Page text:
Regardless of the detailed geometry, film drainage is a consequence of liquid flow within the film, caused by a gradient in liquid pressure toward the plateau borders [e.g., Proussevitch et al., 1993]. In the absence of externally applied deformation, for example, due to magma flow, and neglecting bubble growth, this pressure gradient will be a consequence of capillary and gravitational forces. If the dominant force is due to gravity (Bo > 0.25), and irrespective of the precise orientation of the interbubble film relative to the center of gravity, there will be an average pressure gradient of Δρg within the suspension. This pressure gradient causes downward flow within the plateau borders and flow toward the plateau borders within the interbubble films [Proussevitch et al., 1993].
 If, on the other hand, the dominant force is due to surface tension (Bo < 0.25), then the dominant pressure gradients within the interbubble film arise because of changes in the radius of curvature of the film's bounding surface. Surface tension requires a pressure jump across the liquid-gas interface, equal to the value of surface tension divided by the local radius of curvature, 2σ/Rc. Because the gas pressure inside the bubble is essentially uniform, changes in capillary pressure along the liquid-gas interface require lateral pressure gradients within the film itself. Typically, the radius of curvature is smallest in the vicinity of plateau borders, as illustrated in Figures 1b–1e and also in a wide range of publications focused on vesicles in pyroclasts [e.g., Klug and Cashman, 1994; Klug et al., 2002; Formenti and Druitt, 2003; Gurioli et al., 2005; Adams et al., 2006; Degruyter et al., 2010; Giachetti et al., 2010; Houghton et al., 1998; Baker et al., 2012]. Therefore, the liquid pressure within the interbubble film is smallest near the plateau borders, resulting in capillary flow from the interbubble films toward the plateau borders.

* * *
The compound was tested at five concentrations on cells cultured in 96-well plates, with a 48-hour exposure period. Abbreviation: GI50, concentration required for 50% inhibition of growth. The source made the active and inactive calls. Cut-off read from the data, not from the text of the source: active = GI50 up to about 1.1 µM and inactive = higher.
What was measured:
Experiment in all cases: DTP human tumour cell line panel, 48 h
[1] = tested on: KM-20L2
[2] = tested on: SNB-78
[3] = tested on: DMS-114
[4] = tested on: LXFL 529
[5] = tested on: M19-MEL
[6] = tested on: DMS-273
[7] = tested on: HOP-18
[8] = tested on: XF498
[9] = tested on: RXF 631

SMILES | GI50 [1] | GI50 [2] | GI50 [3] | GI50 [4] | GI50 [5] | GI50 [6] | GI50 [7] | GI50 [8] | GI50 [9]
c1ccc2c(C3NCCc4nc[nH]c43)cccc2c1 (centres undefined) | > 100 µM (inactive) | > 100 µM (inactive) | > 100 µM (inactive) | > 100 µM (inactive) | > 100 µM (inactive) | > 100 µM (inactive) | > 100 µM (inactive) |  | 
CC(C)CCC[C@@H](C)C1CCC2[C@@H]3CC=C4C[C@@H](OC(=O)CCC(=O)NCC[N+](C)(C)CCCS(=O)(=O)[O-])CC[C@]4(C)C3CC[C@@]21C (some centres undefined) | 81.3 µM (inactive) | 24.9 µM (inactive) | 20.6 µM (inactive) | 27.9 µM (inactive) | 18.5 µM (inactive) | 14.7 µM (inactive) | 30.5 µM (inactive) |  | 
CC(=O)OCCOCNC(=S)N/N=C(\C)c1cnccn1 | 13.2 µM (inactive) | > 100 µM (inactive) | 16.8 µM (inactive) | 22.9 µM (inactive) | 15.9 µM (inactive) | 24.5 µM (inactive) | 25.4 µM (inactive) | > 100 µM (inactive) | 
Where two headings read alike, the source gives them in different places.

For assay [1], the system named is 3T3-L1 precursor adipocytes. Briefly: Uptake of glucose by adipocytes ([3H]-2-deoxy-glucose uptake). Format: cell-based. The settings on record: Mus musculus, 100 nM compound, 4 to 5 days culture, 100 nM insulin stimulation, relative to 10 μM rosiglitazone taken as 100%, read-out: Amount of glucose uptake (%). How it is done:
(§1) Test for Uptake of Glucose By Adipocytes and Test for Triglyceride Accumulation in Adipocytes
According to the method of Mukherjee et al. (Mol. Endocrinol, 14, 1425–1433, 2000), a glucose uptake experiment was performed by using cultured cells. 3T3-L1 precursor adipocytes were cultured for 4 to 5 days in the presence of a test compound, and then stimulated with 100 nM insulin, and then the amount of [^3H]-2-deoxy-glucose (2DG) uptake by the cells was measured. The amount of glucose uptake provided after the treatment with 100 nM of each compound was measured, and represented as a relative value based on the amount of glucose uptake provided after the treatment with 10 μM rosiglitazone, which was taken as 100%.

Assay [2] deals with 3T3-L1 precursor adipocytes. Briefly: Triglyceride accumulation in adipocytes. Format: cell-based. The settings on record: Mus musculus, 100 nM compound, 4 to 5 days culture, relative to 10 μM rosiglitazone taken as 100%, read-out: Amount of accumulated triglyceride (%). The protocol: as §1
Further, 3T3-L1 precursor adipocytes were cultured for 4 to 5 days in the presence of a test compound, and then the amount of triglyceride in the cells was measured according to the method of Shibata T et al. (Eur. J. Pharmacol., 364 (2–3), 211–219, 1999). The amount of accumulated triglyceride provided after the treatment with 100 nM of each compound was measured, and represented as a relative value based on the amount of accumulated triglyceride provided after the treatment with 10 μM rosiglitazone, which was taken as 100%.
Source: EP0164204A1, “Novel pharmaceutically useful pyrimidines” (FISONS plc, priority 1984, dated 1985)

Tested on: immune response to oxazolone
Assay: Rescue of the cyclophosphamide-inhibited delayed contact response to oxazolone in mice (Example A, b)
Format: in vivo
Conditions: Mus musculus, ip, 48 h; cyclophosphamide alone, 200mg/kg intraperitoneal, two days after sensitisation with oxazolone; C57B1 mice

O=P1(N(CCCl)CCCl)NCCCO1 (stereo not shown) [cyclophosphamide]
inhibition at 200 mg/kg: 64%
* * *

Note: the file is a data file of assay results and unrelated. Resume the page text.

Although our experiments comprise a single bubble at the surface of a larger volume of liquid, the liquid film that surrounds our bubble is subjected to the same average gravitational pressure gradient Δρg as the liquid comprising an interbubble film that is located somewhere within a bubbly suspension. Similarly, capillary stresses, in both our experiments and bubble suspension, scale as the ratio of surface tension to bubble radius, σ/R. Figures 1c–1f show that in both magmas and our experiments there is a change in the radius of curvature that results in lateral pressure gradients within the film. Although, in detail there may be small geometric differences between our experiments and bubbles in magma, which, for the same Bond number, may result in small differences between film drainage times. However, because the overall force balance remains unaffected, our experiments provide to first order a viable analog to interbubble film drainage in vesicular magmas, assuming that external deformation or bubble growth are negligible.
4.1. Film Drainage in PDMS
 The drainage times, td, of the liquid film surrounding air bubbles in PDMS fluid are shown as a function of R in Figure 6a. For a given viscosity, the value of td increases with R until there is a transition in the dynamics of film drainage and td decreases with R. This inflection in the trend of td versus R represents the transition between capillary and gravitational film drainage, at R = λ/2 = 0.75 mm and Bo = 0.25.
 A graph of the dimensionless drainage time td/tg versus Bo is shown in Figure 6b. It demonstrates that the drainage time for all experiments with Bo ≥ 0.25 can be predicted by equation (6), with td/tg ≈ 1 for Cg = 5. We also show that the values of td/tg determined from the published results of Debrégeas et al.  and Kočárková  (open circles) overlap with our results and do not show a dependence of Cg on Bond number, which is consistent with previous results [Kočárková et al., 2013].
 Because our experiments span 2 orders of magnitude on either side of Bo = 0.25, we are also able to obtain an empirical relation for the capillary drainage time of bare viscous bubbles. We find that for Bo < 0.25, a value of Cc = 20 in equation (9) provides a good estimate of capillary drainage time, so that tc/td ≈ 1 (Figure 6c).